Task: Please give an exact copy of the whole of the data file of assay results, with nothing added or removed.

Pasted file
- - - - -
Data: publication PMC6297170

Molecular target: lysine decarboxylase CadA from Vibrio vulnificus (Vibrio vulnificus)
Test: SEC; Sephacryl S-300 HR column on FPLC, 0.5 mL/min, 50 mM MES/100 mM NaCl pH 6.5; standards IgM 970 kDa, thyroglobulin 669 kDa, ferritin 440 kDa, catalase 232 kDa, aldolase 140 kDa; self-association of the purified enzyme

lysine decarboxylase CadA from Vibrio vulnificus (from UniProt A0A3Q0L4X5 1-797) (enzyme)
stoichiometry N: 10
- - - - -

Data: publication PMC6297170

Molecular target: lysine decarboxylase CadA from Vibrio vulnificus (Vibrio vulnificus)
Test: SEC; Sephacryl S-300 HR column on FPLC, 0.5 mL/min, 50 mM MES/100 mM NaCl pH 6.5; standards IgM 970 kDa, thyroglobulin 669 kDa, ferritin 440 kDa, catalase 232 kDa, aldolase 140 kDa; self-association of the purified enzyme

lysine decarboxylase CadA from Vibrio vulnificus (from UniProt A0A3Q0L4X5 1-797) (enzyme)
stoichiometry N: 10